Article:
By Jo Scott, Careers Leader at Thornton College
Apprenticeships are growing in popularity as businesses offer them internally, hoping to upskill or re-skill their existing workforce. The archaic perception on apprenticeship is evolving meaning that more and more school leavers who can’t afford or don’t want to go to university are looking for avenues to earn as they learn. Unfortunately, a big proportion of businesses believe young people are unprepared for the world of work and hesitate to offer apprenticeship opportunities for school leavers. To understand the importance of promoting degree apprenticeships at schools we spoke to Jo Scott, Careers Leader at Thornton College.
What are your thoughts on degree apprenticeships?
Degree apprenticeships are fantastic! Personally, I only have positive thoughts about them and am super keen to promote them to all students. However, the stumbling block is there are not enough of them and often companies use the schemes to further develop their current workforce.
My thoughts are that degree apprenticeships are meant to be an alternative to university, and predominantly for school leavers. I would love to see more companies looking at ways to attract school students. From a company’s perspective, it is a huge opportunity to employ young people at an age where employers can mould and train them to fit with their values, forming a strong foundation for employee loyalty and engagement.
Do you think there is an appetite from students to apply for apprenticeship roles?
Yes, I do. However, they do become despondent fairly quickly if there are not roles available in the sector they are interested in, and they cannot find out about opportunities.
What are the most frequent questions you get asked from students who are looking for apprenticeships?
Where can you find them and in what job sectors are they.
What are the biggest obstacles for students who want to become a degree apprentice?
The biggest obstacle for students is finding out about them! There is no central hub where ALL degree apprenticeships are advertised. Many companies do not use the Government website. Companies release vacancies at different times of the year, and often change this from year to year, which means students are not aware of when and where to look. For degree apprenticeships to be successful they need to be accessible and plenty of them!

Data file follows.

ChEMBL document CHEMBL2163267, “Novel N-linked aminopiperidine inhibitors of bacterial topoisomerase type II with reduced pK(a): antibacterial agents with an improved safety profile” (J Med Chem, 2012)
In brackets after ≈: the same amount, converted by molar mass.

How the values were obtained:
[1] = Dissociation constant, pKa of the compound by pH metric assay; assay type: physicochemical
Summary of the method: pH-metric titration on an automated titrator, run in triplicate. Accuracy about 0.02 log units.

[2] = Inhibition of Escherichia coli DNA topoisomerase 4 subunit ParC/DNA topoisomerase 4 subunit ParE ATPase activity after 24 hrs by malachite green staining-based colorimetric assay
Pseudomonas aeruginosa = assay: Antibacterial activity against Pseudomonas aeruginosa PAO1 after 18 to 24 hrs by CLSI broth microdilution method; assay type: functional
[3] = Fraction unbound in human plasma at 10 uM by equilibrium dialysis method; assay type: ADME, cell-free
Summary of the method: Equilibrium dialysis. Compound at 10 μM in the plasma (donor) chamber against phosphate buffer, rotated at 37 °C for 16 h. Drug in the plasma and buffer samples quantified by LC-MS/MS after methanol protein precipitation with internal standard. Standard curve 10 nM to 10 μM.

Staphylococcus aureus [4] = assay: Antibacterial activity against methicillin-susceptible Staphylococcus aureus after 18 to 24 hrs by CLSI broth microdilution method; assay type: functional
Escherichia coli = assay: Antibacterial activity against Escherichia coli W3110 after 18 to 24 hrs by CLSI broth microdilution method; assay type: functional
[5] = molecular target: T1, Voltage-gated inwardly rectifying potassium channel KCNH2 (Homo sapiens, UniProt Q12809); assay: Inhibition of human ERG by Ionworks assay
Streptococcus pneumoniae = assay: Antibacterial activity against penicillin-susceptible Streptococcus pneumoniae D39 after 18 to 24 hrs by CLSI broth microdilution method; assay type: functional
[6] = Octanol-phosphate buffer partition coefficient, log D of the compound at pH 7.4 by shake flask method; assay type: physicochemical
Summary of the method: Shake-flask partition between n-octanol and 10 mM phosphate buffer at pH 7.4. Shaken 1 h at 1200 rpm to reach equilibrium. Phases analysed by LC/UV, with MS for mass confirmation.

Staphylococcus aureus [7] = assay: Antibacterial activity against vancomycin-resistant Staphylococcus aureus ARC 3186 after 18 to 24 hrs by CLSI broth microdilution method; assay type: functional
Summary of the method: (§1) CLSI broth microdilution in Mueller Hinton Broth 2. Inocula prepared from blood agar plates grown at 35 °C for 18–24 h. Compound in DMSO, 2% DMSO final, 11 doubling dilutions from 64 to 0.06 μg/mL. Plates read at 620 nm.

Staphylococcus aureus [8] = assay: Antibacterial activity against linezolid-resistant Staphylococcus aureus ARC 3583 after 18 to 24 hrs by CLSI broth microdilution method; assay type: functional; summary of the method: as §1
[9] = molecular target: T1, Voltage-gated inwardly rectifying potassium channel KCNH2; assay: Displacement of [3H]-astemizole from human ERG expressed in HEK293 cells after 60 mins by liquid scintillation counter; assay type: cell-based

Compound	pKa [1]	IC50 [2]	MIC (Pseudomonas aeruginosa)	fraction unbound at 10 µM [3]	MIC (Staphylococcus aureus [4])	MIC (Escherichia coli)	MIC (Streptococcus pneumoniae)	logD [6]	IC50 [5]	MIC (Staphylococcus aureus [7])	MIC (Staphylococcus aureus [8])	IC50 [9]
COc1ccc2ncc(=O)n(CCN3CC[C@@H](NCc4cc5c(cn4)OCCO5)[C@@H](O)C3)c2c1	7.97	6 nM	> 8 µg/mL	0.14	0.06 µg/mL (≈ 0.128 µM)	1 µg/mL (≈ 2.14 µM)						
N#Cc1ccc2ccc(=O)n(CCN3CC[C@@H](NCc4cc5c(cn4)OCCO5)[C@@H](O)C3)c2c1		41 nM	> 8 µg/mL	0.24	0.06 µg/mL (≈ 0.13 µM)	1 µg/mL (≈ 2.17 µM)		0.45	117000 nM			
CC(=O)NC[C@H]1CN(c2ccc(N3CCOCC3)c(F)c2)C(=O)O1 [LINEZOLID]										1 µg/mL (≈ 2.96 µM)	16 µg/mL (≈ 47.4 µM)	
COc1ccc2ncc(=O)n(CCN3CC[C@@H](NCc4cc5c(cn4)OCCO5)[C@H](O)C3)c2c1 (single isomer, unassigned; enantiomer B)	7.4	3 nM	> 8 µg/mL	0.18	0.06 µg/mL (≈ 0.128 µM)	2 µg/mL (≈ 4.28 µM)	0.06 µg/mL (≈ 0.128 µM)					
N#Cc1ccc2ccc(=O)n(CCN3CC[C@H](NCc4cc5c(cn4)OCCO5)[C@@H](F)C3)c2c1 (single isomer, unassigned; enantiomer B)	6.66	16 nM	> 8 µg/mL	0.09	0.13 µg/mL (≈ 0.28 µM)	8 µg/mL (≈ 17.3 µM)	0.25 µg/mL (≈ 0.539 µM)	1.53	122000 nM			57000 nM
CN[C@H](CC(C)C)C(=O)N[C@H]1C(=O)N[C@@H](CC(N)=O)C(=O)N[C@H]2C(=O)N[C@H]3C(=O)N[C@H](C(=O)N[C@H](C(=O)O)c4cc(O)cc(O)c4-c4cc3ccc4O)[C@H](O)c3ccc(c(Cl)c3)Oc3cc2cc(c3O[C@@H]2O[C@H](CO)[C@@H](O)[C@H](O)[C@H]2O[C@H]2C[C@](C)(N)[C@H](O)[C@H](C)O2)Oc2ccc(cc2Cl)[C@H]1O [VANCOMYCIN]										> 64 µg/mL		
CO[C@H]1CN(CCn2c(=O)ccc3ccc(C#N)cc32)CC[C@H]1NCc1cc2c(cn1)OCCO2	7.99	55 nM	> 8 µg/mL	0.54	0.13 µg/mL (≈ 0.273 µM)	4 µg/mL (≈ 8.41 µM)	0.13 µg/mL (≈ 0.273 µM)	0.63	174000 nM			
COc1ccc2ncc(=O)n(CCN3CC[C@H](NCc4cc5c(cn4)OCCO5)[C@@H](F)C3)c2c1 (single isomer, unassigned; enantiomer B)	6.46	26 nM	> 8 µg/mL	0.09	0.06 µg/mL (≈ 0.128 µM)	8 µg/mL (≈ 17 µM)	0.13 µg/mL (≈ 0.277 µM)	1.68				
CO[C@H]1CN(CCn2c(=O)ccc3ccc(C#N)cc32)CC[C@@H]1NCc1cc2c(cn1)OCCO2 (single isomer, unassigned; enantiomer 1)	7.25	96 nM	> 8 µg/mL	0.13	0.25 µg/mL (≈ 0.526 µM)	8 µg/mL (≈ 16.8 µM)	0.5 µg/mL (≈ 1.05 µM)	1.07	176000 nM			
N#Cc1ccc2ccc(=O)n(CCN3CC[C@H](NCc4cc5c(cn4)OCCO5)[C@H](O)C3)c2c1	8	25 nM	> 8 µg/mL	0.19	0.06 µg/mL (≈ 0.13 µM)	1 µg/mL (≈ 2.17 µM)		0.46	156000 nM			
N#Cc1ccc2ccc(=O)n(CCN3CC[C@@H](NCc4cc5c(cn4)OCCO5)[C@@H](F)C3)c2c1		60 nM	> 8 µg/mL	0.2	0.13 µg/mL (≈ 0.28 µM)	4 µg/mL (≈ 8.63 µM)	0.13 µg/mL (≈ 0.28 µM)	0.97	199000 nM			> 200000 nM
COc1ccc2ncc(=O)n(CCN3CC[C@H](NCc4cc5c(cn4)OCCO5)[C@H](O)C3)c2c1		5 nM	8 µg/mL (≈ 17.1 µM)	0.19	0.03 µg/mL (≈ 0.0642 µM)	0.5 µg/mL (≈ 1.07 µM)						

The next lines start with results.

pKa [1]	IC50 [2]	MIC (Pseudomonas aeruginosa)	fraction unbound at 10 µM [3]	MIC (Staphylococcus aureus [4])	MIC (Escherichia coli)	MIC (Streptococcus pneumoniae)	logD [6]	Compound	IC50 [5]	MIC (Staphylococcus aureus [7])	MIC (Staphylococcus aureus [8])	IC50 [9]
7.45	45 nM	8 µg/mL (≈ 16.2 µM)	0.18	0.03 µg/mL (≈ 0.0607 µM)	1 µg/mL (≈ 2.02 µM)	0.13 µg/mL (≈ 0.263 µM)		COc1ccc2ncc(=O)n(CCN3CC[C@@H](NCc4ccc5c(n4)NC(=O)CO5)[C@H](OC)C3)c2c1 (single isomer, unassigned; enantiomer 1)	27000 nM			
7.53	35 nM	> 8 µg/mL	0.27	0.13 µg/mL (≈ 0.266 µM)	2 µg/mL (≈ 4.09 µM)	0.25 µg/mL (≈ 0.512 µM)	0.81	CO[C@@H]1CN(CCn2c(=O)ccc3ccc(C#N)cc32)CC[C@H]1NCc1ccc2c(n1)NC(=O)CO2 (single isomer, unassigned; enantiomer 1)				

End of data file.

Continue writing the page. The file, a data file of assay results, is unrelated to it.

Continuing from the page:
Regarding recruitment, all too often the degree apprenticeship selection process is exactly the same as the one designed for graduates. Companies need to make their recruitment age appropriate and remember that a 17-year-old is very different from a 21-year-old!
How important is it for students and their parents/guardians to know more about apprenticeships?
It is hugely important for students AND their parents to know more about apprenticeships. At Thornton College, we host regular information events and talks giving up-to-date information about opportunities. By inviting current apprentices to speak to our students, we facilitate conversations around the pathway.
Is the knowledge on apprenticeships high or low?
Knowledge around apprenticeships has grown but it is about educating parents/guardians as well as students. Traditionally, apprenticeships were considered as a second-tier pathway to university. Holding outreach events at schools and including parents is a way of informing and educating about these great opportunities. It is important to emphasise that it is far harder to get a degree apprenticeship than it is to get a place at university, and this tells you everything about how amazing they are!
What advice would you give to employers who want to hire a school leaver apprentice?
Students work towards submitting their UCAS form from the September of Year 13. If apprenticeships could be advertised in the autumn for entry the following September, this would massively simplify the process for students. Companies wishing to promote their schemes could also reach out to local schools, sending fliers etc. They could also either give a short live presentation or perhaps record a presentation that they send to schools.
What about employers who may be hesitant to employ young apprentices?
I think insight days are great. Companies could host days and target specific year groups, such as Year 11 or 12. These days could inform and perhaps involve a few interactive activities. There could also be workshops on employability skills and suggestions to students about how to build them. These could either take place at the workplace or be hosted by a school who could invite other students to join. Opportunities for work experience placements would also help prepare students and most schools look for these in the summer term.
Is there anything universities can do to make the apprenticeship process easier for students?
University providers could publish a list of the companies that students can apply to for degree apprenticeships and give the dates of when they are released. Often students may see a degree apprenticeship advertised by a university, only to find that actually you have to find a partner company to employ you first.